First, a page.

I don't know the answer to your question. I have asked myself the meaning of Death's headband, but I don't remember finding an explanation for it. I think that, of the triad Love, Fortune and Death, Death is the one that is most commonly represented as non blind, whereas Love is blindfolded most of the times.

Re: Trumps VI- XIII

#5
mikeh wrote:it would be nice to know how old the sequence Love-Fortune-Death is, in other contexts.
Hello Mike,
I think it is difficult to say how old this sequence is, i.e. to make a sensible hypothesis about the earliest occurrence of this triad. Love and Death are an ancient pair, dating back at least to classical Greece. So the element to investigate is Fortune, which, in the form present in the tarot, I think was more or less invented by Boethius (VI Century CE).

Much of Petrarch's work could be seen as related to this triad. It certainly is centered on Love (his Love for Laura) and (Laura's) Death. Fortune also is an important concept in his work. See for instance sonnet 274:


Datemi pace, o duri miei pensieri:
non basta ben ch'Amor, Fortuna et Morte
mi fanno guerra intorno e 'n su le porte,
senza trovarmi dentro altri guerreri?

Et tu, mio cor, anchor se' pur qual eri,
disleal a me sol, che fere scorte
vai ricettando, et se' fatto consorte
de' miei nemici sí pronti et leggieri?

In te i secreti suoi messaggi Amore,
in te spiega Fortuna ogni sua pompa,
et Morte la memoria di quel colpo

che l'avanzo di me conven che rompa;
in te i vaghi pensier' s'arman d'errore:
perché d'ogni mio mal te solo incolpo.


[here "Fortuna" is translated as "Fate"]:

O harsh thoughts of mine, grant me peace:
is it not enough that Love, Fate and Death
make war on me around, and at, the gates,
without me finding other battles within?
 
And you, my heart, are you still what you were,
disloyal only to me, receiving wild company,
and forging alliances, so quickly
and so readily with my enemies?
 
In you Love hides his secret messages,
in you Fate reveals all his triumph,
and Death the memory of that blow
 
that must shatter all my advances:
in you wrong thought arms itself with error:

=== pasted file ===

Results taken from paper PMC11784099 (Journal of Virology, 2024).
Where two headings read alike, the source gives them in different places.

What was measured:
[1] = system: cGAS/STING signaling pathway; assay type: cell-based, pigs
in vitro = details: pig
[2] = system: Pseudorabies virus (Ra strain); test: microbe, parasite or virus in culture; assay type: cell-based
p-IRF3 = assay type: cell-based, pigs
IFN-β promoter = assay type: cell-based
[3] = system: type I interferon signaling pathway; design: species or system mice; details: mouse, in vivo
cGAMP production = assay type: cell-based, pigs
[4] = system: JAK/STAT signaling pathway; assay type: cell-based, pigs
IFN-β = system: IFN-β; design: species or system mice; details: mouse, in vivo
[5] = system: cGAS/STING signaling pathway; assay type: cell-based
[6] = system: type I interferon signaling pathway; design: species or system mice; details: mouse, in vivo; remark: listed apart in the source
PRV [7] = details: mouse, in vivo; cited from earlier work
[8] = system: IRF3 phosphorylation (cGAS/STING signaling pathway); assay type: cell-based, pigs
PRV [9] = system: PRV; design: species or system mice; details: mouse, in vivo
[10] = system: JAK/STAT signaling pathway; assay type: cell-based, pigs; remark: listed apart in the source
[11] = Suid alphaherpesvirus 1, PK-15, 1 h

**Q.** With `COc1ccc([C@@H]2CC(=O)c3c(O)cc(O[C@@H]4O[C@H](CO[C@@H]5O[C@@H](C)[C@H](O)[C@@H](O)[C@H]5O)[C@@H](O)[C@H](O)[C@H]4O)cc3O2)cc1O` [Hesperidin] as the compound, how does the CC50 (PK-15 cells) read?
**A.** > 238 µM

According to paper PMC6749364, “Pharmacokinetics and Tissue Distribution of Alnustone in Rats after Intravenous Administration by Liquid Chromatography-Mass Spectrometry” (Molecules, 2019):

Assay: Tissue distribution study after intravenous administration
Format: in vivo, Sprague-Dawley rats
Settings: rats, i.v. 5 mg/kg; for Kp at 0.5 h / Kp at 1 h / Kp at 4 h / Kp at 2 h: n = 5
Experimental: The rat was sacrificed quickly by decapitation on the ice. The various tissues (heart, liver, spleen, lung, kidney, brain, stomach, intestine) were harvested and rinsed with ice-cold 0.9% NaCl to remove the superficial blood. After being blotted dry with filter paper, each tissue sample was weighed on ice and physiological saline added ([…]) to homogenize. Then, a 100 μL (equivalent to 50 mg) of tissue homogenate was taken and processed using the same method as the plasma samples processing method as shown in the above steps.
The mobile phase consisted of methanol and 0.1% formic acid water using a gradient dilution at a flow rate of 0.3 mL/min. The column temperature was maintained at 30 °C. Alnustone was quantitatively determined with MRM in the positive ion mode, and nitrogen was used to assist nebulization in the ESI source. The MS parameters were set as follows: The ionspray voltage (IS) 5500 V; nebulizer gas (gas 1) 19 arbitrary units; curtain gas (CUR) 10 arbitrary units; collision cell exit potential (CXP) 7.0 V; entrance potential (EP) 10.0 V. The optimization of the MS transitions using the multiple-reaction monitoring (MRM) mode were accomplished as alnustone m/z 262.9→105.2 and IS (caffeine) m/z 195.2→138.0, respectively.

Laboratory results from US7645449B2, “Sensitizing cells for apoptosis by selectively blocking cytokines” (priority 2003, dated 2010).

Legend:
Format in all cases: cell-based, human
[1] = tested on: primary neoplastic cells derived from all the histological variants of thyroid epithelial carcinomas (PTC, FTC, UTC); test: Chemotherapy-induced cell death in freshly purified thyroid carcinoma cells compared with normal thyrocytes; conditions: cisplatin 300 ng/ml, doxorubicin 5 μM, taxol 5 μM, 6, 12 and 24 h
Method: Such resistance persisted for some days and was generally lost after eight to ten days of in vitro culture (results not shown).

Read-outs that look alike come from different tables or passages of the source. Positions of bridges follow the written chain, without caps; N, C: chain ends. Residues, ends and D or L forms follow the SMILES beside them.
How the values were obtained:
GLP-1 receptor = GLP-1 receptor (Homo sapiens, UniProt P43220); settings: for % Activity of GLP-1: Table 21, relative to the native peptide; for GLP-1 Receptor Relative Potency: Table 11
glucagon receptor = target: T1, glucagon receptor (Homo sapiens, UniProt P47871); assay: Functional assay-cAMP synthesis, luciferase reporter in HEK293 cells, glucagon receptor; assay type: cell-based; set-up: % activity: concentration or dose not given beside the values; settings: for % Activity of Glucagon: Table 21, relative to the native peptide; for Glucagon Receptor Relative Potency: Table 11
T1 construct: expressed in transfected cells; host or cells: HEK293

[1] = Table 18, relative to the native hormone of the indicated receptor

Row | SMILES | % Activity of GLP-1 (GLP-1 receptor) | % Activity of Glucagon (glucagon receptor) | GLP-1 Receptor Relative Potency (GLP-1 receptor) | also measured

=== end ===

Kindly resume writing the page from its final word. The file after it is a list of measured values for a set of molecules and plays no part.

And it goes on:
so I charge you alone with all my ills.


Michael J. Hurst has often mentioned Petrarch's “De Remediis Utriusque Fortunae” (Remedies for Fortune Fair and Foul) as an important text. I guess that the black and white sides of Fortune's face in Michault's illustration correspond to Fair Fortune and Foul Fortune. Similarly, Petrarch mentions Happy Love as an example of Fair Fortune (I, 69, De Gratis Amoribus) and Death as an example of Foul Fortune (II, 119, De Morte).

Another work mentioned by Michael Hurst is the Amorosa Visione (Vision of Love) by Boccace. According to Wikipedia: “It tells of a dream in which the poet sees, in sequence, the triumphs of Wisdom, Earthly Glory, Wealth, Love, all-destroying Fortune (and her servant Death)”.

Re: Trumps VI- XIII

#6
Marco wrote:
to me it seems meaningful that the three cards appear in this obvious chronological order. If they appeared in a different order, we would find in tarot a different, less understandable, story.
But we are dealing with an object whose very reason for being is to be constantly shuffled into new sequences. To quote the Lizard King: "The world becomes an apparently infinite, yet possibly finite, card game. Image combinations, permutations, comprise the world game."

To put the most obvious and most lasting use of the cards aside - to be played as a game - I find it too tempting not to explore the trumps as something that was not also used as a didactic tool for young princes. Randomly dealt hands can be turned into a story regarding the condition of the realm that the prince and his humanist tutor could expand upon in numerous topoi (what Italo Calvino does in his tarot-inspired novel, The Castle of Crossed Destinies). Exhibit 1 is of course the trionfi made expressly for the young princes of the d'Este house in the early 1440s. Trionfo then as a continuation of the 'mirror for princes' genre - going back to Vincent of Beauvais' Speculum Maius (The Great Mirror), the compendium of all of the knowledge of the Middle Ages, comprised of three parts: the Speculum Naturale, Speculum Doctrinale and Speculum Historiale. I've pointed out many times where the World card seems connected to Prudence and her mirror (see especially my 07 Feb 2013, 10:22, reference to a Visconti Hours illumination here: viewtopic.php?f=11&t=917&p=13644&hilit= ... rld#p13644 ), Prudence's mirror attribute directly referencing the speculum genre of literature. The cards then as an abridged encyclopaedia - an illustrated mirror of the world - with which a ruler's children played the "world game" before taking the reigns of power themselves.